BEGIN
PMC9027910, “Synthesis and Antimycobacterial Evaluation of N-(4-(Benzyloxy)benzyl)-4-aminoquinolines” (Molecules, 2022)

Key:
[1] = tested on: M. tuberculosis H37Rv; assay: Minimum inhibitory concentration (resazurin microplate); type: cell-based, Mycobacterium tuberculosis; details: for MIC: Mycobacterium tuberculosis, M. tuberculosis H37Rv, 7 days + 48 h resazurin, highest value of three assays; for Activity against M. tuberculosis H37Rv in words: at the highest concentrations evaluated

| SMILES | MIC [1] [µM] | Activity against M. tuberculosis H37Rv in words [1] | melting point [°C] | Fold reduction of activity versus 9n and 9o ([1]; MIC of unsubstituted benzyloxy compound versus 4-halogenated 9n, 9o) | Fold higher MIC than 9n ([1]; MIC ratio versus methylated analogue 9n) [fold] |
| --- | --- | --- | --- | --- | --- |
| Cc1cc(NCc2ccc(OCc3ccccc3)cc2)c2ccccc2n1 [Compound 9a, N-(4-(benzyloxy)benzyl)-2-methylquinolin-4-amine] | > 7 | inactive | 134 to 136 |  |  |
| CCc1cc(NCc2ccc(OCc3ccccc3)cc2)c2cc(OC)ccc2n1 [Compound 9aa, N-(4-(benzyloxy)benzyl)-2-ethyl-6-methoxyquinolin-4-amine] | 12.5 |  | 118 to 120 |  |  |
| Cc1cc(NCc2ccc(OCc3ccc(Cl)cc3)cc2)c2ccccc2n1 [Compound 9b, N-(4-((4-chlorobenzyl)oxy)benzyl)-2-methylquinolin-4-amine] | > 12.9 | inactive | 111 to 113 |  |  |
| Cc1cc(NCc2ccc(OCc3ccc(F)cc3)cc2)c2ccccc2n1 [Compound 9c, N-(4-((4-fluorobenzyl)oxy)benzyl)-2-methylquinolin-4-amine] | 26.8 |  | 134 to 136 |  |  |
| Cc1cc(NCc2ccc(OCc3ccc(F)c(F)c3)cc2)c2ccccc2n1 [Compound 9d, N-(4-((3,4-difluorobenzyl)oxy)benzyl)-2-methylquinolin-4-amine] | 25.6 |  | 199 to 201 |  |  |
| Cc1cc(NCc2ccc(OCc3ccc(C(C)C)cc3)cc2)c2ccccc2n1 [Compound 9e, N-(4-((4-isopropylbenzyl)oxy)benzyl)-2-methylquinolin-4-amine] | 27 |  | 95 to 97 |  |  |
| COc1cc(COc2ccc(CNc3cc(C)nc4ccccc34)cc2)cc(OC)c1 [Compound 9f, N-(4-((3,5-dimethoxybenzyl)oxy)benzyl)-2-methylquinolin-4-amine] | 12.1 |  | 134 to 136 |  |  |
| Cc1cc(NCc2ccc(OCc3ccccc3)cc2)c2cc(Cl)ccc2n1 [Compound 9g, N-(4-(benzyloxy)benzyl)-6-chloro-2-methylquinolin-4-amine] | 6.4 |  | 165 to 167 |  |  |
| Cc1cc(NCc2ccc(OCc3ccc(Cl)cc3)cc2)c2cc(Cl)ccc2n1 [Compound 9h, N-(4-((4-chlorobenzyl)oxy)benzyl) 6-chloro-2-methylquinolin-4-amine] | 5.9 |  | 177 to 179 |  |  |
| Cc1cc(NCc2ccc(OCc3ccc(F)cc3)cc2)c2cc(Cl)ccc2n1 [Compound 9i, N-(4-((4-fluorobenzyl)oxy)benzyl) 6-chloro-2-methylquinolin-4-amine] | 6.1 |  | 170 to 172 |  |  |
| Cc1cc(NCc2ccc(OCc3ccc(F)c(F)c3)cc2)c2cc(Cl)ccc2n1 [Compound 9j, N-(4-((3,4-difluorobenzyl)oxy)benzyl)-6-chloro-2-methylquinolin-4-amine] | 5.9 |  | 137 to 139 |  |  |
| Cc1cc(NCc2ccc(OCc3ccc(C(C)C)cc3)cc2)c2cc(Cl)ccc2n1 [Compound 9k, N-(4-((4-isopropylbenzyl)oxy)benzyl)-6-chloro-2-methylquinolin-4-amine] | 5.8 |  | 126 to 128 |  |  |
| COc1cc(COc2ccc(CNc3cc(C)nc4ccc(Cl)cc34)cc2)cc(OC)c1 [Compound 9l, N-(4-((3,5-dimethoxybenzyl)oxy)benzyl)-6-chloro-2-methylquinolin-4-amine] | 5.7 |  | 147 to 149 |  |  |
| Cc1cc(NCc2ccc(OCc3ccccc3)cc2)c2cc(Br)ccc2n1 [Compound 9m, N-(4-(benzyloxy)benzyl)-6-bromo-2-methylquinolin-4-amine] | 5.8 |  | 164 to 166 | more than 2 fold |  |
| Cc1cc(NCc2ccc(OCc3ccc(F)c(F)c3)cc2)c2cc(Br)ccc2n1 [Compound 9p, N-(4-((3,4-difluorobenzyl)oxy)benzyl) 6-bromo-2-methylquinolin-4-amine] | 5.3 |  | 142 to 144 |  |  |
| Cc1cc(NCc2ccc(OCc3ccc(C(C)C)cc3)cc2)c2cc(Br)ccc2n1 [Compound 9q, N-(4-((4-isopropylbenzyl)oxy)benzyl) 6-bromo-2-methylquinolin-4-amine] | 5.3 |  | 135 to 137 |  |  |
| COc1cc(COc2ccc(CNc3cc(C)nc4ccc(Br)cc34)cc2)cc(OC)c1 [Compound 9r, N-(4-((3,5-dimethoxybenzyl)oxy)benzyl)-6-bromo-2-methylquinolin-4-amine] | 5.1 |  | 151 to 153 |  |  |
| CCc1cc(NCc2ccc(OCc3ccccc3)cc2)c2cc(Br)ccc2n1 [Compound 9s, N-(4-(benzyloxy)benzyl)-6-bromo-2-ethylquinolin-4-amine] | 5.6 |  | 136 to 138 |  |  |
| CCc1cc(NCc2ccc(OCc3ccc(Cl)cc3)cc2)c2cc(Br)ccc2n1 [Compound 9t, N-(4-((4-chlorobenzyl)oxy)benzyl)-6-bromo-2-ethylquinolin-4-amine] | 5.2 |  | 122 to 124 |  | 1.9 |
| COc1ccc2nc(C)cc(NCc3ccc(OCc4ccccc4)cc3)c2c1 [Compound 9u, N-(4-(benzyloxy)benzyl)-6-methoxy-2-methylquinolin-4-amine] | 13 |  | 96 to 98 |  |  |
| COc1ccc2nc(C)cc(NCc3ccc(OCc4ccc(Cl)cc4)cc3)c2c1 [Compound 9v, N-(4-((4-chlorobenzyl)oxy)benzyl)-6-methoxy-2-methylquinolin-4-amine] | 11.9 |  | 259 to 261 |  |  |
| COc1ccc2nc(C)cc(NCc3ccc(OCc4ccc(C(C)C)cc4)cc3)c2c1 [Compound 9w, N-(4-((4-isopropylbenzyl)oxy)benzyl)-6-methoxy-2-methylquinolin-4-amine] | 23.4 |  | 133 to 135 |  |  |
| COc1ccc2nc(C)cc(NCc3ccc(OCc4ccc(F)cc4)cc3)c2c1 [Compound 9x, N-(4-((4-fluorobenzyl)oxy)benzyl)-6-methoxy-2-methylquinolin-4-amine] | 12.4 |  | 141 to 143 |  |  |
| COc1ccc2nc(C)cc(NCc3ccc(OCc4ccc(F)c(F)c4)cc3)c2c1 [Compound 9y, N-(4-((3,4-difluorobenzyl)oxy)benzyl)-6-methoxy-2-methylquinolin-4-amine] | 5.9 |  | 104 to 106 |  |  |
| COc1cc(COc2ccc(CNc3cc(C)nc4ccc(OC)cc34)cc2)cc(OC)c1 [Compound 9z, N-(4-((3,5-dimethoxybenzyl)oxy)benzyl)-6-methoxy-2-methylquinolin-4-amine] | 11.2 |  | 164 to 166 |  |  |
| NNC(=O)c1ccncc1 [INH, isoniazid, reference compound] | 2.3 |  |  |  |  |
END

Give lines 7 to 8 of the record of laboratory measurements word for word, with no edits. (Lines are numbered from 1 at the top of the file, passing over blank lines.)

| CCc1cc(NCc2ccc(OCc3ccccc3)cc2)c2cc(OC)ccc2n1 [Compound 9aa, N-(4-(benzyloxy)benzyl)-2-ethyl-6-methoxyquinolin-4-amine] | 12.5 |  | 118 to 120 |  |  |
| Cc1cc(NCc2ccc(OCc3ccc(Cl)cc3)cc2)c2ccccc2n1 [Compound 9b, N-(4-((4-chlorobenzyl)oxy)benzyl)-2-methylquinolin-4-amine] | > 12.9 | inactive | 111 to 113 |  |  |